Buyers should see the HUD-1 before closing, in draft form. But things can and do change before getting to the closing table, and many buyers find new or increased fees tacked on at the last minute. Those anxious to close may not bicker with the higher fees, or even notice them as they deal with everything else. But the Department of Housing and Urban Development (HUD) has noticed the trend. After much debate, HUD has created some new mortgage rules to deal with it, hoping to save homebuyers an average of nearly $700 at the closing table.

The most important change is that now, lenders and brokers are required to provide buyers with a standard Good Faith Estimate (GFE) within three days of receiving a mortgage application. (The GFE was commonly used in the past, but no standard format existed.) On the GFE, brokers must now disclose how they're paid, through the "origination charge."

This is the cost to the borrower for getting the loan, expressed as a percentage of the overall loan amount. The charge may be paid in "discount points" (points the borrower pays upfront in exchange for a lower interest rate) or as part of the interest rate itself.

In addition, lenders and brokers can't increase some costs between the GFE and the HUD-1, and other costs can only go up by up to 10%. For example:

  • Origination charge: cannot increase.
  • Transfer taxes: cannot increase.
  • Appraisal fees: can only increase up to 10%.
  • Government recording fees: can only increase up to 10%.
  • Title insurance: can only increase up to 10% if borrower uses the title insurer selected by the lender.

The HUD-1 is also revamped to make it easier for borrowers to compare to the GFE. Lenders and brokers aren't required to start using these forms until January 1, 2010 -- but they're allowed to use them immediately. If you don't receive a GFE when you apply for a loan, ask for one -- or better yet, ask the lender to use the new forms together and to agree to be bound by the fee increases on those forms.

December 8, 2008

Money-Saving Tips from a Home Contractor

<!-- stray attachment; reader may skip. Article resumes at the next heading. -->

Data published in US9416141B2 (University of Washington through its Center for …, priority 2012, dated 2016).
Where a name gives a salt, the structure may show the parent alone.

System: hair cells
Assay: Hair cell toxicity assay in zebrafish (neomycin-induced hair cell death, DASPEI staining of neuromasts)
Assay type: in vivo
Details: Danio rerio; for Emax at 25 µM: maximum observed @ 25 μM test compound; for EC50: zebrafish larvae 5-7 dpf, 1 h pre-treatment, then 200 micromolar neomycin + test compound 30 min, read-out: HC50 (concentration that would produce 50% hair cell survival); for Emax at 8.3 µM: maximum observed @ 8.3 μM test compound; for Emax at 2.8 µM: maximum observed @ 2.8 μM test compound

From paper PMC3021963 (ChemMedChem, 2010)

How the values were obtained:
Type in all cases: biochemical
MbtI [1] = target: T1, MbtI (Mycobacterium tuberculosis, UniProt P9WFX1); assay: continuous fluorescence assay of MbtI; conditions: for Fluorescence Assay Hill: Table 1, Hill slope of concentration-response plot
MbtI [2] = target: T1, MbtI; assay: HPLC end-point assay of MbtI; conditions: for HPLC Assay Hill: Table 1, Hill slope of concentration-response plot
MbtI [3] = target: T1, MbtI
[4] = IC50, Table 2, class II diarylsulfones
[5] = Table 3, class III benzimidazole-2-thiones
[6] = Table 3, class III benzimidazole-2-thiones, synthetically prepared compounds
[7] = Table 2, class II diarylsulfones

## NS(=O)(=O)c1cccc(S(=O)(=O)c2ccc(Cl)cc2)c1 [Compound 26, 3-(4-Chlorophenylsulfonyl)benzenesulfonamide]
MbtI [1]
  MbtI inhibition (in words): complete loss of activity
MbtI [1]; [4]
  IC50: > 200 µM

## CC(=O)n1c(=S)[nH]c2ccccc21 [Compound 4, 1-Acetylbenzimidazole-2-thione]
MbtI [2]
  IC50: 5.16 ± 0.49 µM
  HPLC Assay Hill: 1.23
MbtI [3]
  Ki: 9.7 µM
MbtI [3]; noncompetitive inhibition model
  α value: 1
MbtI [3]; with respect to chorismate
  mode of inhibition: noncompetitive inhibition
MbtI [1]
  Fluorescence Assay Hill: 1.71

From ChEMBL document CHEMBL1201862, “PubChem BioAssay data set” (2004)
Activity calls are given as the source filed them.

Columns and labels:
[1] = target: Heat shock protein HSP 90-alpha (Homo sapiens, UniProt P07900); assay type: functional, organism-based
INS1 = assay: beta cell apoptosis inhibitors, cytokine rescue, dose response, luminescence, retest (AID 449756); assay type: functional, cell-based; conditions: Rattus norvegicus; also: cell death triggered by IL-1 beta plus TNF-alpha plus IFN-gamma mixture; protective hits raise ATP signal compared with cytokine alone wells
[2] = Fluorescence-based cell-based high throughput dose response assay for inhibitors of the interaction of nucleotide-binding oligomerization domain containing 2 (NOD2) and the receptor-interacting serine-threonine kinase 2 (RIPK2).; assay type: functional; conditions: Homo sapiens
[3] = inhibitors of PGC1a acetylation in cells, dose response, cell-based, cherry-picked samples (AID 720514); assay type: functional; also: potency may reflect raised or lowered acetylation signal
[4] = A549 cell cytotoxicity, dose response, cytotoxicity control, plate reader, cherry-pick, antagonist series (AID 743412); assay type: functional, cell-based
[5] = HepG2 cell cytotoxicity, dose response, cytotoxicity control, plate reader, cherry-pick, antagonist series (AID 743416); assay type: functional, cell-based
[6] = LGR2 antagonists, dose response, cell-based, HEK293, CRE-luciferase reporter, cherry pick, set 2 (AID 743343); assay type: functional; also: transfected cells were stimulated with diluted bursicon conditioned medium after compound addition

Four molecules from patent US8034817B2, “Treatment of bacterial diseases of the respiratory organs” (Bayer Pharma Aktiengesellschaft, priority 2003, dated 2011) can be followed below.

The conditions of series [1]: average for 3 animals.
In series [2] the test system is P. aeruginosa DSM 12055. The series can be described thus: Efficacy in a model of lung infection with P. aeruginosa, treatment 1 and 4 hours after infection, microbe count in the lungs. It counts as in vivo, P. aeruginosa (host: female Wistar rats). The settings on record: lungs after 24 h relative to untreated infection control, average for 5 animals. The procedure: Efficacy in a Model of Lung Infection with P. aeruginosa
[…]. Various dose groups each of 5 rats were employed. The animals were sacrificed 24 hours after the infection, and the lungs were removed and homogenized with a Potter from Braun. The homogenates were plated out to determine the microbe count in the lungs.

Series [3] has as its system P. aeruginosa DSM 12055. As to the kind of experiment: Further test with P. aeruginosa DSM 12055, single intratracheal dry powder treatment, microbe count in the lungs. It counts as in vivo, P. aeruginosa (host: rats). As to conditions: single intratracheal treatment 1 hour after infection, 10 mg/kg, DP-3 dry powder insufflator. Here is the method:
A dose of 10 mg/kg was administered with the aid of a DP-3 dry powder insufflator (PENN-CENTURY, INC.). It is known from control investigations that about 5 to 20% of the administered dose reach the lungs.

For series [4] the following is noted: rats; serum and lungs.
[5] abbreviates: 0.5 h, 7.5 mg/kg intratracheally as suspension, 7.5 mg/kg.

PR post crawl 0406.jpg.jpgPaul A. Rude, retired General Contractor and member of the American Society of Home Inspectors, answers your questions on remodeling, dealing with contractors, and home maintenance.

Dear Paul: What money-saving tips can you offer to homeowners who need to make repairs or would like to start remodeling projects?

Dear Reader:
Because times are tough for everyone, you might actually get some good deals. Here are some of my favorite strategies:

  • If you have the time to shop for things to spruce up the ol' homestead, you can find just about anything on Craigslist, EBay, etc.
  • Lumber yards often have returned merchandise that is seriously marked down -- sometimes these are top-of-the-line items like custom windows or doors. You just have to be imaginative to think of how to use them.
  • Paint stores always have lots of returned paint that's just fine but wasn't the exact color someone else wanted. It's nearly free, and even if it's not what you had in mind for the dining room, it will be fine for the basement, garage, or wherever the exact color is not important. If it's a light color, you may even be able to get it re-tinted closer to what you want.
  • In the current economy, lots of contractors will be going out of business and may sell off their stock of materials and tools at cents on the dollar.
  • Most larger towns have salvage yards and recycling centers that handle building materials, appliances, and fixtures.
  • If you have friends or neighbors whose homes also need sprucing up, put together a cooperative effort -- have a painting bee, share a debris box to get rid of junk, and so on.